business news in context, analysis with attitude

by Kevin Coupe

The Washington Post this morning has a story about how George Mason University in Virginia has received “a fleet of 25 delivery robots that can haul up to 20 pounds each as they roll across campus at four miles per hour,” providing on-demand food delivery.

An app developed by Starship Technologies, which created the robots, “allows George Mason students to order food from places such as Blaze Pizza, Starbucks and Dunkin,’ as well as a grocery store, though the list of options is supposed to increase in the coming weeks, according to organizers. Once an order has been placed, users drop a pin where they want their delivery to be sent. The robot’s progress can be monitored using an interactive map. Once the machine arrives, users receive an alert, allowing them to unlock the robot using the app.”

It is part of a slow but steadily evolving robotics revolution, the Post writes: “Robots delivering food are becoming more common on college campuses. This month, students at University of the Pacific in Stockton, Calif., began ordering snacks and beverages for the first time from a bright-colored roving robot on wheels known as the Snackbot. At the University of California at Berkeley, a food delivery company called Kiwi launched its robots on campus last year.”

The development of robotics to serve customers in this way won’t be without potholes, but it strikes me as inevitable that it will continue to expand in terms of availability and acceptance. And it raises a larger question about what these students will expect from stores and technology once they leave college and move into the real world? I think they’ll want similar offerings to be available to them at their homes and workplaces, and it will be incumbent on retailers and technology companies to provide them.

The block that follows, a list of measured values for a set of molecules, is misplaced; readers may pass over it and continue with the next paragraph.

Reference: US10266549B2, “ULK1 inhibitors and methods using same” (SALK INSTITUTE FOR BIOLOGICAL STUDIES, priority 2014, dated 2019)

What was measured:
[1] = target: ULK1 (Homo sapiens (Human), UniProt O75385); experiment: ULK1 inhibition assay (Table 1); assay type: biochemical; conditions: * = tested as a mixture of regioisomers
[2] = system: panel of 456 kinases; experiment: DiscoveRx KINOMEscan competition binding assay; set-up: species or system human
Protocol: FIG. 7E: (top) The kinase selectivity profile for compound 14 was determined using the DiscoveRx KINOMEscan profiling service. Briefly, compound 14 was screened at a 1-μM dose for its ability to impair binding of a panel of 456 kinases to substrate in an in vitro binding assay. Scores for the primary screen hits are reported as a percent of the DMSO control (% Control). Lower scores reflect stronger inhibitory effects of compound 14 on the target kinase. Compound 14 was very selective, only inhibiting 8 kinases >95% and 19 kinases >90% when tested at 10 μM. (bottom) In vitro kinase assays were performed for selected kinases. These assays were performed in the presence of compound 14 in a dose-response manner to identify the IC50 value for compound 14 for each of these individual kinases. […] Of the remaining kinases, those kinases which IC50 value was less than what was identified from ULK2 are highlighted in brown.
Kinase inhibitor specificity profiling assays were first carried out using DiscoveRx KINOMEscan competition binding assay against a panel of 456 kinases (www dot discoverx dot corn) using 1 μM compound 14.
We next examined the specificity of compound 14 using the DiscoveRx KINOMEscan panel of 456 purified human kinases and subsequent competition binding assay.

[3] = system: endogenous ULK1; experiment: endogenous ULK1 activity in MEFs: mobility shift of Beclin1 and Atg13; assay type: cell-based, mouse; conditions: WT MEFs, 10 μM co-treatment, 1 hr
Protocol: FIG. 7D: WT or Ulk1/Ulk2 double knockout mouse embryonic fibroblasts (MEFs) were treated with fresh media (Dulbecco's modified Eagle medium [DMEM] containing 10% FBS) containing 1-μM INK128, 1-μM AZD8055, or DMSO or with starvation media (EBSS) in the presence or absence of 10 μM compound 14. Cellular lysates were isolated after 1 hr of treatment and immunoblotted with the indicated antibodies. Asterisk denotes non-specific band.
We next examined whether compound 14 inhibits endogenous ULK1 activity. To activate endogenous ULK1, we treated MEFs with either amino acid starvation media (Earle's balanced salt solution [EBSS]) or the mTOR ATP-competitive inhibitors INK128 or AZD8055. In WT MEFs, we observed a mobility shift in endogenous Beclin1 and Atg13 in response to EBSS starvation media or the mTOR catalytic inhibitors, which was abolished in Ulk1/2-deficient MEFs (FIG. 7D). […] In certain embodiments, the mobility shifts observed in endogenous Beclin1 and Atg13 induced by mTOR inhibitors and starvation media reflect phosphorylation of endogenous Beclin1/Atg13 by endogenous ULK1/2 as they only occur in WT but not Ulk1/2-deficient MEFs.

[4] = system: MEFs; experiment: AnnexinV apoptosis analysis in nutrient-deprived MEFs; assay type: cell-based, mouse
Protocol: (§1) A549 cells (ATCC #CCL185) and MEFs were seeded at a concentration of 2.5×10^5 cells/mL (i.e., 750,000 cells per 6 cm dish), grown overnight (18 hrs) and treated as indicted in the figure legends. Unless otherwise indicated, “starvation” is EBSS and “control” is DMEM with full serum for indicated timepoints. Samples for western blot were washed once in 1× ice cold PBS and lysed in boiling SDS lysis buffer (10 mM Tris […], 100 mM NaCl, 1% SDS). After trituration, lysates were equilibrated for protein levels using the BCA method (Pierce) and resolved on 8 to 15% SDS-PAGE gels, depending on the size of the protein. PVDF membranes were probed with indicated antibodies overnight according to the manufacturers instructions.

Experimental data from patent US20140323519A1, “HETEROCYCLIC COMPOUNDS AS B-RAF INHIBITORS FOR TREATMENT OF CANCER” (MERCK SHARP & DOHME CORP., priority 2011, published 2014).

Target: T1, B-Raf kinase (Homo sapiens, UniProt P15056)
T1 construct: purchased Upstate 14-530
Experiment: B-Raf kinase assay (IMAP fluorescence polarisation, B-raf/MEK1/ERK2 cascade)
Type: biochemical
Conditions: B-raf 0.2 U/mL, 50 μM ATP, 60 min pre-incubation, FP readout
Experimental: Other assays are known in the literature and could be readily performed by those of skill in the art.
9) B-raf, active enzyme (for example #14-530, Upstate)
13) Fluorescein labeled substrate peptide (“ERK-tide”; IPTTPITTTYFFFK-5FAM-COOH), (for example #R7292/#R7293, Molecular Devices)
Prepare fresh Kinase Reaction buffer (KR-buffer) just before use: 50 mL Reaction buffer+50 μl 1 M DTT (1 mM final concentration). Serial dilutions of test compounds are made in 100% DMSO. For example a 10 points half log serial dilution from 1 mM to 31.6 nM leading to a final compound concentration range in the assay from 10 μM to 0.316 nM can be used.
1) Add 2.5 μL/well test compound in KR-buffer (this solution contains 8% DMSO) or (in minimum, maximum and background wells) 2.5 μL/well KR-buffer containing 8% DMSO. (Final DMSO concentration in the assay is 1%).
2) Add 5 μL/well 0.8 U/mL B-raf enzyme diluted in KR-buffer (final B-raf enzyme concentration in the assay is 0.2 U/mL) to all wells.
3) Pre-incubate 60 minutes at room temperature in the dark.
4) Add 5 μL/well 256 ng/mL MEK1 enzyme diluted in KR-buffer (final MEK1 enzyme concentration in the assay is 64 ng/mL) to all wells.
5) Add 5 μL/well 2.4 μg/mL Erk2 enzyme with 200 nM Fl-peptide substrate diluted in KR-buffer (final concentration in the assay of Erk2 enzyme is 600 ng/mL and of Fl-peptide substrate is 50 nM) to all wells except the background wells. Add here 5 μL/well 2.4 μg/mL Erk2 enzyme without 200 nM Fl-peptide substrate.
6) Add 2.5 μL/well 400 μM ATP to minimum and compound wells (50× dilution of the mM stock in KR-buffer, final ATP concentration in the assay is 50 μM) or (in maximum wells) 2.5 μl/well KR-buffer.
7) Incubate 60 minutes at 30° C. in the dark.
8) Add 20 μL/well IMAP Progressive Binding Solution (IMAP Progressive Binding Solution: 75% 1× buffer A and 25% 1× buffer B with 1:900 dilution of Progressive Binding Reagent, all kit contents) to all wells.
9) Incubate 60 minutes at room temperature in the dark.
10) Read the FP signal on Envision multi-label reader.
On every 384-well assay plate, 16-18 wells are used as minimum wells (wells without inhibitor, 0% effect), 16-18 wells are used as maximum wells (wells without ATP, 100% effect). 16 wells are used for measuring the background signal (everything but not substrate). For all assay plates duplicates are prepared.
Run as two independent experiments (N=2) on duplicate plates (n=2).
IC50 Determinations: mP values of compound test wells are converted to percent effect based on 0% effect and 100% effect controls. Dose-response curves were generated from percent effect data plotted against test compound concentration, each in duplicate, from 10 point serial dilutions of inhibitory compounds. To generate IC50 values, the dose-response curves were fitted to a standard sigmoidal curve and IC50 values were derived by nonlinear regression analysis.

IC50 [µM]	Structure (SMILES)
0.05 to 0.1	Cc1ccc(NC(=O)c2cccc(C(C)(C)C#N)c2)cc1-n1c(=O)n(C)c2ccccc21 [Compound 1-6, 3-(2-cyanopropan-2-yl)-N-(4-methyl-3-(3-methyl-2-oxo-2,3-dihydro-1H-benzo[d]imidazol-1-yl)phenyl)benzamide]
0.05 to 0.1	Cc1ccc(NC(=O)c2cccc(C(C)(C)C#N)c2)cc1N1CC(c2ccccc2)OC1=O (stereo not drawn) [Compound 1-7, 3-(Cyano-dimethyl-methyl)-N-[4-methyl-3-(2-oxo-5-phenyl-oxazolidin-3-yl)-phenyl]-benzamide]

It is inevitable, and the whole thing is an Eye-Opener.

Ironically, columnist John Kelly at the Washington Post the other day who wrote about his dismay that his Giant Food Store is not getting the robots being rolled out to some of its stores by Ahold Delhaize. Kelly, however, has a very specific task in mind for these robots - he wants them to enforce the rules of the store’s Scan It lanes, which allow for people to self-checkout after having used a handheld device to scan items as they shop the store.

Kelly is tired of doing everything right and then getting on the special Scan It line and finding out that they person in front of him wants to pay cash, even though the system is very clear that Scan It lanes don’t accept cash. The system is great … it is the people who screw things up. “If Jurassic Park taught us anything,” he writes, “it’s that in any complex system, humans are the weak link.” (Extra credit for the movie reference.)

What Kelly wants is this: A robot stationed at the Scan It lane, equipped with a laser beam, ready to enforce the rules.

Which is one way to go, if a little too Terminator for my tastes…
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